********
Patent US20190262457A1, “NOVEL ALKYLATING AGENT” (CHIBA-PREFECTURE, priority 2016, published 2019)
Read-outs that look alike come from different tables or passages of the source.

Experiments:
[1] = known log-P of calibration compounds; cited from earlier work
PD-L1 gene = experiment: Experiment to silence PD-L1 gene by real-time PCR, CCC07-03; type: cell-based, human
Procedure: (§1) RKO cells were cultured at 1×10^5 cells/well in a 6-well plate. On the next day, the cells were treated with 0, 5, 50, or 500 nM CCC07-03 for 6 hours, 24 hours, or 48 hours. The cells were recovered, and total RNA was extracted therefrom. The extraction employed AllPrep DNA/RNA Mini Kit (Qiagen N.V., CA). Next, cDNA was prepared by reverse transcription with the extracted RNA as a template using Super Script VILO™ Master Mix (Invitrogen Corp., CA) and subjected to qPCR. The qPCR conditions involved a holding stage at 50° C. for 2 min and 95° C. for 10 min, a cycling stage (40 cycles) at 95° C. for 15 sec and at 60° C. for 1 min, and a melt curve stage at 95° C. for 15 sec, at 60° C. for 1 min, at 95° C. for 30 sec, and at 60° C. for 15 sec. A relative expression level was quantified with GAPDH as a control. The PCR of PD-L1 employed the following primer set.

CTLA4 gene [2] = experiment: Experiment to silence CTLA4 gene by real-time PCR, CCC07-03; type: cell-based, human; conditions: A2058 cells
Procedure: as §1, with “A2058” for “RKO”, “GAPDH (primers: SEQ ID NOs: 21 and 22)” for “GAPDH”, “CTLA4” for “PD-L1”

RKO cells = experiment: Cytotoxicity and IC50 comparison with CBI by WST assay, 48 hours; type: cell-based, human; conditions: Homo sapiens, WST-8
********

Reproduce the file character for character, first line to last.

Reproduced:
Patent US20190262457A1, “NOVEL ALKYLATING AGENT” (CHIBA-PREFECTURE, priority 2016, published 2019)
Read-outs that look alike come from different tables or passages of the source.

Experiments:
[1] = known log-P of calibration compounds; cited from earlier work
PD-L1 gene = experiment: Experiment to silence PD-L1 gene by real-time PCR, CCC07-03; type: cell-based, human
Procedure: (§1) RKO cells were cultured at 1×10^5 cells/well in a 6-well plate. On the next day, the cells were treated with 0, 5, 50, or 500 nM CCC07-03 for 6 hours, 24 hours, or 48 hours. The cells were recovered, and total RNA was extracted therefrom. The extraction employed AllPrep DNA/RNA Mini Kit (Qiagen N.V., CA). Next, cDNA was prepared by reverse transcription with the extracted RNA as a template using Super Script VILO™ Master Mix (Invitrogen Corp., CA) and subjected to qPCR. The qPCR conditions involved a holding stage at 50° C. for 2 min and 95° C. for 10 min, a cycling stage (40 cycles) at 95° C. for 15 sec and at 60° C. for 1 min, and a melt curve stage at 95° C. for 15 sec, at 60° C. for 1 min, at 95° C. for 30 sec, and at 60° C. for 15 sec. A relative expression level was quantified with GAPDH as a control. The PCR of PD-L1 employed the following primer set.

CTLA4 gene [2] = experiment: Experiment to silence CTLA4 gene by real-time PCR, CCC07-03; type: cell-based, human; conditions: A2058 cells
Procedure: as §1, with “A2058” for “RKO”, “GAPDH (primers: SEQ ID NOs: 21 and 22)” for “GAPDH”, “CTLA4” for “PD-L1”

RKO cells = experiment: Cytotoxicity and IC50 comparison with CBI by WST assay, 48 hours; type: cell-based, human; conditions: Homo sapiens, WST-8